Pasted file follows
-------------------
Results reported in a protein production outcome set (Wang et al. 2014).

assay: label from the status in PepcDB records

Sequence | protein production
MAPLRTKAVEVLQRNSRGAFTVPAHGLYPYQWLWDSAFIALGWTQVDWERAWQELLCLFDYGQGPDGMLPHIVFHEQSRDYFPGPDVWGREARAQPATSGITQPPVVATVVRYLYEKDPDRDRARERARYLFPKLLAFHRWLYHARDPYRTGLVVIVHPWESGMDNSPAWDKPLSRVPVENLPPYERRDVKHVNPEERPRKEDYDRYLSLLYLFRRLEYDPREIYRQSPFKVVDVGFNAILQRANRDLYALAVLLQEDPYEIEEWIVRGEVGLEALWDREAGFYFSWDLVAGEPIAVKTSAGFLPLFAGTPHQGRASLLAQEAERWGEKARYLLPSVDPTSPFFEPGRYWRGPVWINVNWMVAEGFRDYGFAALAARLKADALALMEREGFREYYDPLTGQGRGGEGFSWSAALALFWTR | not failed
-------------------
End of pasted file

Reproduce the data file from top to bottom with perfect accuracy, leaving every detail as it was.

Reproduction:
Results reported in a protein production outcome set (Wang et al. 2014).

assay: label from the status in PepcDB records

Sequence | protein production
MAPLRTKAVEVLQRNSRGAFTVPAHGLYPYQWLWDSAFIALGWTQVDWERAWQELLCLFDYGQGPDGMLPHIVFHEQSRDYFPGPDVWGREARAQPATSGITQPPVVATVVRYLYEKDPDRDRARERARYLFPKLLAFHRWLYHARDPYRTGLVVIVHPWESGMDNSPAWDKPLSRVPVENLPPYERRDVKHVNPEERPRKEDYDRYLSLLYLFRRLEYDPREIYRQSPFKVVDVGFNAILQRANRDLYALAVLLQEDPYEIEEWIVRGEVGLEALWDREAGFYFSWDLVAGEPIAVKTSAGFLPLFAGTPHQGRASLLAQEAERWGEKARYLLPSVDPTSPFFEPGRYWRGPVWINVNWMVAEGFRDYGFAALAARLKADALALMEREGFREYYDPLTGQGRGGEGFSWSAALALFWTR | not failed